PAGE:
• State interference: “Government actors order social media and other online platforms to remove content, including material protected under international human rights standards,” the report said. It said that Twitter complied with government orders issued in 2021 in June 2022 which was related to content from Congress and Aam Aadmi Party (AAP) politicians, journalists including Rana Ayuub, and activists linked to the farmers’ protests, as well as posts from Freedom House.
  • Scope of IT Rules, 2021: The report reiterated the concerns of civil society groups, industry experts, and tech companies wherein they have criticised the rules for the “increased power they provide the government and potential for adverse impact on free expression, privacy, and access to information”. “Ambiguity around the rules’ definitions and implementation, such as uncertainty as to which entities are considered digital news platforms, has further fueled concern” the report added. It also noted that the removal of content has lacked transparency and consistency on social media platforms.
  • Threat of self-censorship: “Threats of criminal charges and increased online harassment have reportedly contributed to more self-censorship among individual people and news outlets, as has the growing influence of the BJP and its recent popular electoral mandate,” the report said excoriatingly. It also said that civil society groups have expressed concern that the IT Rules, 2021 may lead to self-censorship by digital media and OTT platforms. “Content creators are reportedly wary of increased scrutiny by the government and other stakeholders, particularly in relation to more sensitive topics such as politics and religion,” the report said.
  • Continued misinformation: “Manipulated content and disinformation spread by domestic actors, including political parties and leaders, continues to permeate the online environment in India,” the report observed.

Violation of User Rights: “The judiciary is independent. Although commentators have argued that the courts show signs of politicisation, judgments continue to protect free expression and other constitutional rights,” read the report.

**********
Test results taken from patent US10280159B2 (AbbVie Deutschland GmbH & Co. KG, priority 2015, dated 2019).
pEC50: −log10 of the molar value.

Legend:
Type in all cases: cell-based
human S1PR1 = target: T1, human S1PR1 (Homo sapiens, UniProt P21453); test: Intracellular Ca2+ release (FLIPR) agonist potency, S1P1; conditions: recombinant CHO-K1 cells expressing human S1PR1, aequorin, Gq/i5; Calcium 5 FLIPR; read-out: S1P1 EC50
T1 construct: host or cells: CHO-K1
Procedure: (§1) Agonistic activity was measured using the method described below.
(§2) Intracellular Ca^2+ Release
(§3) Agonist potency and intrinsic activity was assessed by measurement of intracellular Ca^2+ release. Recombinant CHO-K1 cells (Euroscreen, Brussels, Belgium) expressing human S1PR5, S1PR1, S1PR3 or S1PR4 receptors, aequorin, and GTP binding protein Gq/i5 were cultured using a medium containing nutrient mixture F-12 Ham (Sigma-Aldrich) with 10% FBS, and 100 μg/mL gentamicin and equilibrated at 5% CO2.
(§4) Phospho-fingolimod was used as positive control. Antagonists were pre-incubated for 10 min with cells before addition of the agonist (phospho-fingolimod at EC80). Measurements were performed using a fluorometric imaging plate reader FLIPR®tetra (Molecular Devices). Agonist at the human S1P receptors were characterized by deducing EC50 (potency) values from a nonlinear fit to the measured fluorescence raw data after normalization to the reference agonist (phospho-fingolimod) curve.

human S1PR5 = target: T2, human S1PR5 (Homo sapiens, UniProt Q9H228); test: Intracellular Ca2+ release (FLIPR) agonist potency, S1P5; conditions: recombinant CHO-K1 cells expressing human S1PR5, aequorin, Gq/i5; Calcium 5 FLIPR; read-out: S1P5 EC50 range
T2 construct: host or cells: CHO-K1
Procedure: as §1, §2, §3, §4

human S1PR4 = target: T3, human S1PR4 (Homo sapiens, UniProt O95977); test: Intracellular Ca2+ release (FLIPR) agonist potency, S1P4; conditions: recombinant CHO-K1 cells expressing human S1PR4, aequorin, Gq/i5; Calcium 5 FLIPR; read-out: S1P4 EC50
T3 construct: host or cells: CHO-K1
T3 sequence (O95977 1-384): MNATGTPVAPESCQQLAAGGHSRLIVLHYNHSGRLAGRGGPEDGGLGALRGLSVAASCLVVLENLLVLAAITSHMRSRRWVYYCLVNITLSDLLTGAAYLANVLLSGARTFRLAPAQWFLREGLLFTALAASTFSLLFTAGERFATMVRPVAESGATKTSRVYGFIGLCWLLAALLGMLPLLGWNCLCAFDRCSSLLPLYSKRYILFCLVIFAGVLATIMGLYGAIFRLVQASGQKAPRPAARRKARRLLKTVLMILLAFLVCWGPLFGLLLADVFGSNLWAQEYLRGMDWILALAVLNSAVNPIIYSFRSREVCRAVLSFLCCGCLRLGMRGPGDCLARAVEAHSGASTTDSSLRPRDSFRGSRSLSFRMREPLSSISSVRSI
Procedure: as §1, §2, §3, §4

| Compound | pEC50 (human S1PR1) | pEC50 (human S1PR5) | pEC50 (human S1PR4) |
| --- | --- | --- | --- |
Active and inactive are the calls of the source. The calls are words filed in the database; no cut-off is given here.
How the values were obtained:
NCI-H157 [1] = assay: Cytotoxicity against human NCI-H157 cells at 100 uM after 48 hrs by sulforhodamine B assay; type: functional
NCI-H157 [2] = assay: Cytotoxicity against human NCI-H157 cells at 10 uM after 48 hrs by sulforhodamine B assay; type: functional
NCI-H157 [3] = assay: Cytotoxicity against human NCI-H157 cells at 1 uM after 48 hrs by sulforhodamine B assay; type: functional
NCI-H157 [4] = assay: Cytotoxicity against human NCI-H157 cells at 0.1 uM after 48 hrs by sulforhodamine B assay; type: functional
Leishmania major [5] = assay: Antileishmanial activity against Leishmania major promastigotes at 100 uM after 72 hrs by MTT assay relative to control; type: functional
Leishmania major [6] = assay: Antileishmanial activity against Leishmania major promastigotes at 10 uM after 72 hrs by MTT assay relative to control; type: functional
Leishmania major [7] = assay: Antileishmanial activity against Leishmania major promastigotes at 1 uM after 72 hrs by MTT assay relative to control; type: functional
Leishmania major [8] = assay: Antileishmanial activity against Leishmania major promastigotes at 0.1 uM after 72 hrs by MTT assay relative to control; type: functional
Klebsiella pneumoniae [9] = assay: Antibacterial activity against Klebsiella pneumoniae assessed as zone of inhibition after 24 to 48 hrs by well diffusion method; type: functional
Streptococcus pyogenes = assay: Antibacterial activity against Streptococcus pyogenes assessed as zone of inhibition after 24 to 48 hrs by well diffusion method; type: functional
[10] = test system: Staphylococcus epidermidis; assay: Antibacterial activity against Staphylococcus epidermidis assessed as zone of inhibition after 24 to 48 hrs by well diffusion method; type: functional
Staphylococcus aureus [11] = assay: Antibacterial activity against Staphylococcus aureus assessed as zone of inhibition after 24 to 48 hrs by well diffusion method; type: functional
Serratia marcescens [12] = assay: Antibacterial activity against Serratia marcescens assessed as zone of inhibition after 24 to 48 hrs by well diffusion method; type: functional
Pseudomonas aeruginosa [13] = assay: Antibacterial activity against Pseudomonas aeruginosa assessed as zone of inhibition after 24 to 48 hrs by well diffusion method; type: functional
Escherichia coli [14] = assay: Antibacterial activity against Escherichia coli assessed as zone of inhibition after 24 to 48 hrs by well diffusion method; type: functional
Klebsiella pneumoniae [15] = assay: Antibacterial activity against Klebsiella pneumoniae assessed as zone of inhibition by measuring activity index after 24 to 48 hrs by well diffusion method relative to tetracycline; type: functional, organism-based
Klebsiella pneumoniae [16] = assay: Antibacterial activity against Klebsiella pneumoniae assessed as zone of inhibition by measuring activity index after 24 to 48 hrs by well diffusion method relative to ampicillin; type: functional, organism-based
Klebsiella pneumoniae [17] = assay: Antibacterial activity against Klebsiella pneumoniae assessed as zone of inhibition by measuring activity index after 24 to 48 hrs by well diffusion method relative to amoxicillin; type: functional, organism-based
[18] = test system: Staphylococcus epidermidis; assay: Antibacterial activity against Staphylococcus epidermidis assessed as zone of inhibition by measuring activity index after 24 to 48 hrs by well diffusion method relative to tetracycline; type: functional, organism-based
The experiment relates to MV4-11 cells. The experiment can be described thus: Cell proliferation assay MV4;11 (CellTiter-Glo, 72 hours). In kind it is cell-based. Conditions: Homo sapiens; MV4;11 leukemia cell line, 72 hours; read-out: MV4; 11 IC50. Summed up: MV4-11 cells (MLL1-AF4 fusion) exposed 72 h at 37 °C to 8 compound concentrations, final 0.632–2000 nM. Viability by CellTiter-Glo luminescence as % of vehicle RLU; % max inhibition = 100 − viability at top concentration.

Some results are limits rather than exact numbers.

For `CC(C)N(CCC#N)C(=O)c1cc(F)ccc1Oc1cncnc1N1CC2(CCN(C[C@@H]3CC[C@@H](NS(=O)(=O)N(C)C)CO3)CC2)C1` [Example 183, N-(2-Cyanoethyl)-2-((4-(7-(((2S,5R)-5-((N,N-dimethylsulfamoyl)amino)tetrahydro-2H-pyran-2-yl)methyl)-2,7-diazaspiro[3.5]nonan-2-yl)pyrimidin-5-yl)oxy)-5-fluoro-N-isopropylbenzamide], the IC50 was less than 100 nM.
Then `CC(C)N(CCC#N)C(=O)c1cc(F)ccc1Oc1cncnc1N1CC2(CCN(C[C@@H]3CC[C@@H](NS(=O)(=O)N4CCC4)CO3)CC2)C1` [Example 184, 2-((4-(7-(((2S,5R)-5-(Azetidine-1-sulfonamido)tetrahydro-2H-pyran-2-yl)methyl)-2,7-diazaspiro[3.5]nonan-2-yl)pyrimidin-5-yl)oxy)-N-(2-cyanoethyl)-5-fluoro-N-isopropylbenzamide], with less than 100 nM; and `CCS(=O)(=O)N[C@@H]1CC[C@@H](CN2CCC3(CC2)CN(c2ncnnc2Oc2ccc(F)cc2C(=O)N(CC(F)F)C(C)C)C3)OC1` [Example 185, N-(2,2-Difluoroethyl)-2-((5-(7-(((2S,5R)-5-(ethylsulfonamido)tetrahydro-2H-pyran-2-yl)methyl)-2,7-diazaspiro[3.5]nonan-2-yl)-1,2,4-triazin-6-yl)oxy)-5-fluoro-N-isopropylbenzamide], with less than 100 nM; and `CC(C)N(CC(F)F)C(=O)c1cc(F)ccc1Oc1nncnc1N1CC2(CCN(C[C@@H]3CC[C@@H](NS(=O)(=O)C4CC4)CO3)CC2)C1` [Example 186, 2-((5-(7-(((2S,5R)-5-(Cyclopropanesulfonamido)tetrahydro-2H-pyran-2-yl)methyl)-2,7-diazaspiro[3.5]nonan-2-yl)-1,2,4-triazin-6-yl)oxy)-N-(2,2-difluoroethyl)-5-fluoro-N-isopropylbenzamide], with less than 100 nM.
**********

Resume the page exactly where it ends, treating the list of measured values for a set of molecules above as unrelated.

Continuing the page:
• Problems with laws: The report pointed out that the following laws criminalises several kinds of speech—
    • Indian Penal Code (IPC)
    • Official Secrets Act
    • National Security Act
    • Several sections of the IT Act
  • Palpable risk to individuals: “Users and journalists risk being arrested and detained for political, social, and religious speech or other forms of online content authorities deem objectionable or derogatory, especially during major political events,” read the report. It also said that individuals were penalised for publishing or sharing content concerning politicians in India.
  • Risk to encryption and anonymity: “Some laws risk undermining end-to-end encryption and limiting anonymity online,” read the report, singling out the IT Rules, 2021 and the new cybersecurity guidelines.
  • Exposure to surveillance: “The Indian government is suspected of using sophisticated spyware technology against citizens,” read the report while referring to reports of Pegasus being used on Indians in 2019 and 2021. The authors also said that the Aadhaar database “poses concerns regarding data privacy and security”. It jotted down the criticisms faced by India’s data protection bill, 2022, for providing extensive powers and exemptions to the central government. They also said that there was a lack of transparency and oversight while dealing with COVID-19-related technology.
  • Threats from online activity: The report found that users faced trolling and violent threats for their online activity. “Journalists continued to face intimidation, coming in the form of criminal charges and lawsuits, as well as extralegal harassment,” read the report. “Abuse and trolling are worse when the victim is a woman, is an adherent of a minority religion, is from a lower caste, or otherwise identifies within a marginalised group,” the report observed.

This post is released under a CC-BY-SA 4.0 license. Please feel free to republish on your site, with attribution and a link. Adaptation and rewriting, though allowed, should be true to the original.

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Written By

I cover several beats such as Crypto, Telecom, and OTT at MediaNama. I can be found loitering at my local theatre when I am off work consuming movies by the dozen.